Follow us on :


Take a look at the Recent articles

Stomatocytosis and spherocytosis in a patient with novel heterozygous novel mutation in the erythrocyte protein 4.2 gene and parenteral nutrition-associated liver disease

Anant Vatsayan

UH Rainbow Babies and Children’s Hospital, Department of Pediatric Hematology/Oncology, Cleveland, Ohio-44106, USA

E-mail : bhuvaneswari.bibleraaj@uhsm.nhs.uk

Jordan Fenner

Case Western Reserve School of Medicine, Cleveland, Ohio-44106, USA

Agne Petrosiute

UH Rainbow Babies and Children’s Hospital, Department of Pediatric Hematology/Oncology, Cleveland, Ohio-44106, USA

DOI: 10.15761/CRT.1000188

Article
Article Info
Author Info
Figures & Data

Key words

stomatocytosis, spherocytosis, protein 4.2

Introduction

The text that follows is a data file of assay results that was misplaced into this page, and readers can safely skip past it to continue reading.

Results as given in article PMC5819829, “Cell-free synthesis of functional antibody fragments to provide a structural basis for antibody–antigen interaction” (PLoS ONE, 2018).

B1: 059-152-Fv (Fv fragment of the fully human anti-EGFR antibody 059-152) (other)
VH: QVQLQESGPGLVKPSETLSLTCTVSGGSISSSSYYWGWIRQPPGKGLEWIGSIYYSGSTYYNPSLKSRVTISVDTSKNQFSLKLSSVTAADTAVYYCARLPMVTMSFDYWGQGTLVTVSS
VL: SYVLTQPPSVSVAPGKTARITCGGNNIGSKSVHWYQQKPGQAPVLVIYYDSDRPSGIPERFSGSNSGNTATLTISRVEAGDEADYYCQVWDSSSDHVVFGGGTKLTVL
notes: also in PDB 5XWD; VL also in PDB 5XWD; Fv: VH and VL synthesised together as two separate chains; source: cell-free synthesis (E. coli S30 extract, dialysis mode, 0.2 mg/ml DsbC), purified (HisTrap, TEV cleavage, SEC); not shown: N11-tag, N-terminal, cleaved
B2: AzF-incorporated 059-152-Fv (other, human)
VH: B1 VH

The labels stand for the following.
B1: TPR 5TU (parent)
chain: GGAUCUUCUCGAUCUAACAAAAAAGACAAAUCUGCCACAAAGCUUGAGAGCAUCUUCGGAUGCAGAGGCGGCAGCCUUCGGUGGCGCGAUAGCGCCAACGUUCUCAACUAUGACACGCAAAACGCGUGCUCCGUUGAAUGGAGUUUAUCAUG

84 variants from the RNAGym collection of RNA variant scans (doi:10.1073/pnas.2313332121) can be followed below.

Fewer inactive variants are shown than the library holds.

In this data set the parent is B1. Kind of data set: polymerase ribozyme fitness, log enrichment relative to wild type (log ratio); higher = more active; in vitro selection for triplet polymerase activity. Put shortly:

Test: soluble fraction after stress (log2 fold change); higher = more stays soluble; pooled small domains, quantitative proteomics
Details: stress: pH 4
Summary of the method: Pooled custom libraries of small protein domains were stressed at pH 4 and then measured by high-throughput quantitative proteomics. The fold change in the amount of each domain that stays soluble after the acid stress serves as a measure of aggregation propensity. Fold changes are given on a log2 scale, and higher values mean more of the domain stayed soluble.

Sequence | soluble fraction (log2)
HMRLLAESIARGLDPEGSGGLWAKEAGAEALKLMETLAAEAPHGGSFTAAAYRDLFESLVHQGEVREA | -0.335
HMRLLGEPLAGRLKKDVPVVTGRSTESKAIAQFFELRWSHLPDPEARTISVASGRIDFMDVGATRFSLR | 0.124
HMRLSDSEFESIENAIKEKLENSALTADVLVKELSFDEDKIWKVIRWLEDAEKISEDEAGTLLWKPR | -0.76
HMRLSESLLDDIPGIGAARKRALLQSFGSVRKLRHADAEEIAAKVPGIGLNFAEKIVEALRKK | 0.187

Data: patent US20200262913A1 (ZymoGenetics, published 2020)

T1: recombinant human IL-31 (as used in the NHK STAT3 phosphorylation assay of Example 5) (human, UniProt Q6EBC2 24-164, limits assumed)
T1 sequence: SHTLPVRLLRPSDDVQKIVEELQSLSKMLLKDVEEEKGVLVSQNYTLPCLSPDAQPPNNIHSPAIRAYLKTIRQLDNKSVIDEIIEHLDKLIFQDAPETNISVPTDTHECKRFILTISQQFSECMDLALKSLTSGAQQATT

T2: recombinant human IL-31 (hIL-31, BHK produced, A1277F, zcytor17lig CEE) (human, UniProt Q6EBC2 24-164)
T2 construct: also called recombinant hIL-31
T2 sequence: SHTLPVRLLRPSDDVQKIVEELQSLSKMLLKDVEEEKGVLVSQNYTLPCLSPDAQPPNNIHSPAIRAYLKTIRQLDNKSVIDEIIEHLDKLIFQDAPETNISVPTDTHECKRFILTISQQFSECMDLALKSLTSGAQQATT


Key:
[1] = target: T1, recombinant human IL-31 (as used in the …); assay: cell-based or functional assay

Hereditary spherocytosis (HS) is a type of inherited hemolytic anemia that is characterized by chronic, non-immune hemolysis with spherocytes on peripheral smear, high mean corpuscular hemoglobin concentration (MCHC) and increased osmotic fragility. The most common mode of inheritance is autosomal dominant. Ankyrin-1 deficiency is the most frequent cause of HS in USA and Europe. In contrast, deficiency of protein 4.2 secondary to autosomal recessive mutation in EPB42 gene is the most common cause of HS in Japan and is a very rare occurrence in Caucasian population. Moreover, heterozygous mutation in the gene (EPB42) encoding for protein 4.2 has never been shown to cause symptomatic hemolytic anemia [1]. Here we present a case of spherocytosis in a patient with parenteral nutrition-associated liver disease (PNALD) who was found to have a heterozygous novel mutation in the erythrocyte protein 4.2 gene. The patient was also found to have a remarkable stomatocytosis. We speculate that the concomitant occurrence of stomatocytosis and spherocytosis in this patient is a rare phenomenon as result of a combination of his genetic mutation and acquired risk factors for development of symptomatic hemolytic anemia. Post splenectomy thromboembolic complications of hereditary stomatocytosis have been described earlier [2]. Interestingly, our patient developed portal veinous thrombosis without splenectomy.